The film was hyped, and because I thought it would be pretty blokey, I got together some male friends to watch it. We had dinner together, and then went to see Kokoda.
In the darkened cinema, when the curtains parted and the feature began to roll, I sat ready - waiting - to be moved and entertained. Then, as the film screened, I began to wonder how it had ever been made.
We stumbled out of the cinema together, paused awkwardly as we held back sharing our impressions, and then out it came: general consensus that this movie was a dog. I'd arranged the event, so felt the disappointment all the more acutely.
Australia has in fact made many wonderful films. Everyone will have their own lists, but here are some that I particularly like:
Several artists nurtured in Australia – actors like Mel Gibson, Nicole Kidman, Hugo Weaving, Russell Crowe, Eric Bana, Geoffrey Rush, Judy Davis, directors like Peter Weir, Phillip Noyce, Fred Schepisi, to name but a few - have gone on to make films which have resonated round the world.
But too often we are disappointed in Australian films. Many have spoken of a malaise in our films. Producer Antony I. Ginnane put it this way in his inaugural speech as president of the Screen Producers Association of Australia in 2008: "If they premiered most of the Australian films of the last 24 months on an airplane people would be walking out in the first 20 minutes — and that's not good."
The great screenwriter William Goldman (Butch Cassidy and the Sundance Kid) famously said about cinema that "Nobody knows anything".
I've made a few small films, and love the medium, so perhaps I have that most dangerous commodity: a little knowledge. But I think there are some reasons for our disappointment.
The first is budget. The average US feature film costs over $US100 million. The only Australian film to have approached this was Baz Luhrmann's Australia, with a budget of $A130 million. Most Australian features are made for less than $5 million. We are being outspent by a factor of 20 to 1.
Script development in the US is considered vital. Before shooting starts several individuals and teams rework every screenplay. These people are well versed in the craft of screen writing, and take that craft very seriously. This does not happen in Australia. Recently several Australian films have been badly hurt by scripts that have not been rigorously worked through. The approach adopted for the more transient – and usually short form - medium of television will not do for feature films. Shooting should not start until the script is right, but several films have been made in Australia where the script has fundamental flaws. Writers can get away with this in a half hour television program, or a ten minute script, but in a 100 minute film the defects are there for all to see.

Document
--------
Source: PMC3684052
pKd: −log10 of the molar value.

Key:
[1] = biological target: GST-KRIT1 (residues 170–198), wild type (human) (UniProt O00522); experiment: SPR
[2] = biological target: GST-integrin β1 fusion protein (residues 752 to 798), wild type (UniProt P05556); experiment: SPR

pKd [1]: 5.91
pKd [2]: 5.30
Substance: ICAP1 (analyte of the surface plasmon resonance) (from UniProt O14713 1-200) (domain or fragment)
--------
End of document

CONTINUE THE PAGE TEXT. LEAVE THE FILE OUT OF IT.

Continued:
Then there is the small number of films made in Australia. Not every film made by a film industry will be successful. It is the production of a large and consistent number of films which builds the experience of film makers and allows really excellent films to stand on the shoulders of others. A handful of films a year, which is all that Australia can claim, makes this near impossible.
Film-making requires a creative partnership between those who make films and their financiers. A film needs both. If there are several films, not only can film makers build their craft, but financiers can spread their risk. In Australia there is very little prospect of making a large budget film ("Australia" is about the only exception). Writers, actors and directors have to work within the constraints of what are, in world terms, tiny budgets, and the creative limitations that imposes. If many small budget films are made, however, the possibility of one or two large budget films becomes real.
Then there is a lack of integration between production and distribution. In the US major film corporations have controlled several distribution chains around the world for most of the last century, giving confidence that there will be a distribution market for their films and enabling investment with real prospect of return. In Australia it is much more hit and miss. Lack of vertical integration has meant we cannot attract the funds which US film makers enjoy.
There is confusion about what an “Australian” film industry means. Increasingly films – even Hollywood films - are made with money from other countries, filmed in a variety of nations, and use stars and technicians from a range of countries. In a way, film is an international medium now. Australians can justly claim stories from around the world as fit subjects for their films, and they can also make films peculiar to our own special landscape, history and culture. We should embrace the wider film industry to do this – not seek to keep it out.
One proven way to encourage national film making is to impose a box office surcharge which is then spent on film-making in Australia. This could not be confined to “Australian” film companies – film makers from any country should be welcome to use such funds, provided they come here to make their films. Similar methods were used with success by the British and Italian film industries. Distributors do not like box office surcharges, and would be likely to campaign against such an added impost. But in the longer term they depend on a good supply of films which Australian audiences like. Some will be satisfied with what is on offer now, but others want more. A revival of interest in film in Australia is good for distributors in the long term, as well as film makers.
Making a film is not like writing a novel. It involves creative collaboration between many highly trained people, in partnership with financiers. Passion, people and money. Australia has all of that - but we do need to reorganize it.
- Jumping Jack (short film I wrote and helped make)